Passive subwoofers require a certain amount of power sent through them in order for them to work well. If they are not supplied with adequate power they may sound off.
In this post I am therefore going to dive into explaining what subwoofer’s sound like if they’re underpowered. This will help you be able to understand your subwoofers better so you don’t face any power issues.
There are different types of subwoofers out there but they all fall into categories which are the Active and Passive subwoofers.
With that said, what do underpowered subs sound like?
Below are what your subwoofers will sound like when they’re underpowered.
They’ll sound weak
Subwoofers when under powered will sound weaker than they should sound. This is infact due to the low supply of power being sent through them.
Subwoofers, especially passive subwoofers rely on power to work properly. If they’re denied adequate power they’ll work poorly.
It’s easy to think that your subs have a mechanical fault but the obvious first thing to check for is whether your amplifier wattage is in line with your subwoofer wattage requirements.
This is why it’s always important to check specifications on the gear that you choose to buy.
You’ll have inadequate detail
A subwoofer is responsible for outputting low frequencies which are usually what we consider the bass frequencies.
Bass frequencies arevery delicate and require well optmized subwoofers to run through.
One symptom of underpowered subwoofers is that they tend to output signals that lack detail.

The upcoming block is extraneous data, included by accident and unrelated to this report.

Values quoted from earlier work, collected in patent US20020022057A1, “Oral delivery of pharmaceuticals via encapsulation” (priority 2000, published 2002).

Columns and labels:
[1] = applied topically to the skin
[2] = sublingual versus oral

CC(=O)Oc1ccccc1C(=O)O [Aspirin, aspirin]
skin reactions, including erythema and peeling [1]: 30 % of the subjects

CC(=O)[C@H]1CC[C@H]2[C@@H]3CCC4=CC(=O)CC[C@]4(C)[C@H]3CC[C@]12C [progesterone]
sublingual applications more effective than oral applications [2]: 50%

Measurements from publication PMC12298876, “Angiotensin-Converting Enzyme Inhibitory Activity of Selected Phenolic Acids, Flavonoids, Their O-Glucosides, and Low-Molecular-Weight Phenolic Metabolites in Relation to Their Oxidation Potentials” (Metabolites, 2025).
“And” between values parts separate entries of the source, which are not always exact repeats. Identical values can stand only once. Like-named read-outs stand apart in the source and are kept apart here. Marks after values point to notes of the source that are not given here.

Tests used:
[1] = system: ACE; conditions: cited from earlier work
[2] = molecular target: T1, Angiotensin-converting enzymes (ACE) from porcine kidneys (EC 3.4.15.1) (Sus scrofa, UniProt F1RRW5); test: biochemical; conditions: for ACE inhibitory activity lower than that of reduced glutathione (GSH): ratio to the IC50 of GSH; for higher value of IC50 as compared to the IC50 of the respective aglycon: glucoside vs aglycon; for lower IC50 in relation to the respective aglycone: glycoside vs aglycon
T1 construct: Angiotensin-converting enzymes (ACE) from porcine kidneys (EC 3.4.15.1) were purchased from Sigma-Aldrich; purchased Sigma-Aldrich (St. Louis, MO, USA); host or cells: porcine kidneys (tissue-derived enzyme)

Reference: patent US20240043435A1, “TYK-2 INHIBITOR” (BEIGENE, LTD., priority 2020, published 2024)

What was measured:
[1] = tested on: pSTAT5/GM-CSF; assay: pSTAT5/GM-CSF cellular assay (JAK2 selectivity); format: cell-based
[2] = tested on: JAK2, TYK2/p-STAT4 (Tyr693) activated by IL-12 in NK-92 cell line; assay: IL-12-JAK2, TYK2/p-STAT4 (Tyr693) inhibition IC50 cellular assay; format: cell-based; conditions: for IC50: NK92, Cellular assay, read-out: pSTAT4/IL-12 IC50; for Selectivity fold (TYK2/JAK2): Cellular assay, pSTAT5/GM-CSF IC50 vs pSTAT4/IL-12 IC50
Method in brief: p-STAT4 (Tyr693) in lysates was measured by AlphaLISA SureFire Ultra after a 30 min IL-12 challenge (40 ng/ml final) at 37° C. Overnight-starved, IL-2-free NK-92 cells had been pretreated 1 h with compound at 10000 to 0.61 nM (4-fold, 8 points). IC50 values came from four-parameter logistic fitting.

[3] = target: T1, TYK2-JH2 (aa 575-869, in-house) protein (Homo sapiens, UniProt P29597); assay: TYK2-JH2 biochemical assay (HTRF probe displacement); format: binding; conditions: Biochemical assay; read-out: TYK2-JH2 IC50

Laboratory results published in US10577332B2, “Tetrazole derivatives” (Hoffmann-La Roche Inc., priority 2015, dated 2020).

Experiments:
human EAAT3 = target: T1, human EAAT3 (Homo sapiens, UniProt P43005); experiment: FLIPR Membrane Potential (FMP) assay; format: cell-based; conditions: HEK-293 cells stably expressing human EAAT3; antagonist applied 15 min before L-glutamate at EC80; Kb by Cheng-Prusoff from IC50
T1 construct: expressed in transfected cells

If you’re an audiophile or somebody with a trained ear you can easily spot a bad sounding subwoofer just by paying attention to the amount of low end detail that it outputs.
One of the common symptoms of underpowered speakers and sub-woofers is distortion.
When you supply insufficient power to a subwoofer, turning up the volume will result in the audio being clipped.
Your signal will sound like it’s being pushed too hard. If you’re a sound engineer you probably know and understand what clipping is.
If you don’t, Clipping is simply a form of waveform distortion that occurs when an amplifier is overdriven and attempts to deliver an output voltage or power beyond its maximum capability.
This drives the amplifier into clipping which may cause it to output power in excess of its power rating.
When you hear the term “dynamics” with respect to audio, it simply points to the volume.
An underpower sub will have depressed volume that sounds like it is being held back.
You’ll notice the audio start to fall apart as you increase the volume of the subwoofers.
is it OK to under-power a subwoofer?
In general, overpowering any speaker including a subwoofer is more likely to cause problems that could lead to damage than underpowering it.
This is because distortion is essentially what destroys speakers, and underpowered/overpowered speakers are more likely to distort.
Therefore, its a good practice to supply your speakers and subs with the right amount of power.
Is it better to over-power or under-power a sub?
it is best to match the speaker’s as closely to the output of the power amp as possible. you can go over or under by about 15% or so without it being very problematic.
They can take over powered better than underpowered in most cases so make sure the impedance matches. To avoid damaging your output transformer.
Can your amplifier be too powerful?
An amplifier can be too powerful for speakers when it puts out a lot more wattage than your speaker can handle.
Speakers should not be driven beyond their limits, because they can easily get damaged. Cranking up a far less powerful amp is also not good as it will result in clipping, which distorts the sound.
Does more watts mean more bass?
Bass, as with many things, demands a comparison of quality vs quantity.
More bass does not necessarily mean better bass.
The power is determined by the wattage of the subwoofer in question, where a higher wattage means a more powerful subwoofer.
Should the amp be more powerful than the speakers?
Generally you should go for an amplifier that can deliver power equal to twice the speaker’s program/continuous power rating.